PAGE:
Data from: Strong sexual selection in males against a mutation load that reduces offspring production in seed beetles
Grieshop, Karl et al. (2016), Data from: Strong sexual selection in males against a mutation load that reduces offspring production in seed beetles, Dryad, Dataset, https://doi.org/10.5061/dryad.8dt7r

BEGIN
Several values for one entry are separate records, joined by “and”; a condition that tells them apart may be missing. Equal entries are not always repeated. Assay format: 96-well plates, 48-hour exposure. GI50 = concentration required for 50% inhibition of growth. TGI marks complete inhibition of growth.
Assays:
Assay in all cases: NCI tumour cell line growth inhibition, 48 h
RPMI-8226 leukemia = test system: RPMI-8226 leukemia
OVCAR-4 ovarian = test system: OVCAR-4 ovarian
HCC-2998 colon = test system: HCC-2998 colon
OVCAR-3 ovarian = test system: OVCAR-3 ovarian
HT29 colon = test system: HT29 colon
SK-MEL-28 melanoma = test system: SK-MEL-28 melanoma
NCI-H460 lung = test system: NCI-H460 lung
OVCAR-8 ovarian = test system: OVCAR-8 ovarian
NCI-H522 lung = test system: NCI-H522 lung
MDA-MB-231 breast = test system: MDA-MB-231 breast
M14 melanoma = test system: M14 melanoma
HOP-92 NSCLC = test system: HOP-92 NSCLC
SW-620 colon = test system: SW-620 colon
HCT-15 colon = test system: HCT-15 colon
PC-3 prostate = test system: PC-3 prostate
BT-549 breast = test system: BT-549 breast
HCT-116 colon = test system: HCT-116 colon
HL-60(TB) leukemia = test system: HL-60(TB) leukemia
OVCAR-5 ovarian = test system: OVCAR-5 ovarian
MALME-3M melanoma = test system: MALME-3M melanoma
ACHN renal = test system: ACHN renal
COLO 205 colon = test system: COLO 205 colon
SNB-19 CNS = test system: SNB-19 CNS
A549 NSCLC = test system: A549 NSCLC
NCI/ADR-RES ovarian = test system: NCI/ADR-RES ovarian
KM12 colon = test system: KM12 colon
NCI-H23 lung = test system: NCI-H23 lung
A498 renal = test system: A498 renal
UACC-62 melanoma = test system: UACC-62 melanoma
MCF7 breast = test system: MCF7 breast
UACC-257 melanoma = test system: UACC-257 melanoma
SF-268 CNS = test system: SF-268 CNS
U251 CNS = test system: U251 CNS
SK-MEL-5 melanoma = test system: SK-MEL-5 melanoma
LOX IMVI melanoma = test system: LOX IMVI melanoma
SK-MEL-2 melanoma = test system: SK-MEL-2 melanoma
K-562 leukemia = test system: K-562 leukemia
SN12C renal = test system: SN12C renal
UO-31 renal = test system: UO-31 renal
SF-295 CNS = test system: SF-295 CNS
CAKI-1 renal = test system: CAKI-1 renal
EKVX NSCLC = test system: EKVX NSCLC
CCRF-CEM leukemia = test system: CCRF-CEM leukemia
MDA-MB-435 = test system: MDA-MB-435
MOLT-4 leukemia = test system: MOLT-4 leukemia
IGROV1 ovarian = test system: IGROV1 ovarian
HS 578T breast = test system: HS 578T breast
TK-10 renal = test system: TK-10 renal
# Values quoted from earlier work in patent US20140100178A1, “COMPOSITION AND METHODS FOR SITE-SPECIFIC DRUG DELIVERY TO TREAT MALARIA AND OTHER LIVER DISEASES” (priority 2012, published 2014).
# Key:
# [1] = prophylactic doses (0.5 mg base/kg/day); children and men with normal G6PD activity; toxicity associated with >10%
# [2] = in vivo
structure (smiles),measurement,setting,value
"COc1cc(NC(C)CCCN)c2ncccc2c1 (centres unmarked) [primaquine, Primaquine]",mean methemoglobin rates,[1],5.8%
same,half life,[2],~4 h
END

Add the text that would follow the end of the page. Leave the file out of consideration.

Theory predicts that sexual reproduction can increase population viability relative to asexual reproduction by allowing sexual selection in males to remove deleterious mutations from the population without large demographic costs. This requires that selection acts more strongly in males than females and that mutations affecting male reproductive success have pleiotropic effects on population productivity, but empirical support for these assumptions is mixed. We used the seed beetle Callosobruchus maculatus to implement a three-generation breeding design where we induced mutations via ionizing radiation (IR) in the F0 generation, measured mutational effects (relative to non-irradiated controls) on an estimate of population productivity in the F1, and effects on sex-specific competitive lifetime reproductive success (LRS) in the F2. Regardless of whether mutations were induced via F0 males or females, they had strong negative effects on male LRS, but a non-significant influence on female LRS, suggesting that selection is more efficient in removing deleterious alleles in males. Moreover, mutations had seemingly shared effects on population productivity and competitive LRS in both sexes. Thus, our results lend support to the hypothesis that strong sexual selection on males can act to remove the mutation load on population viability, thereby offering a benefit to sexual reproduction.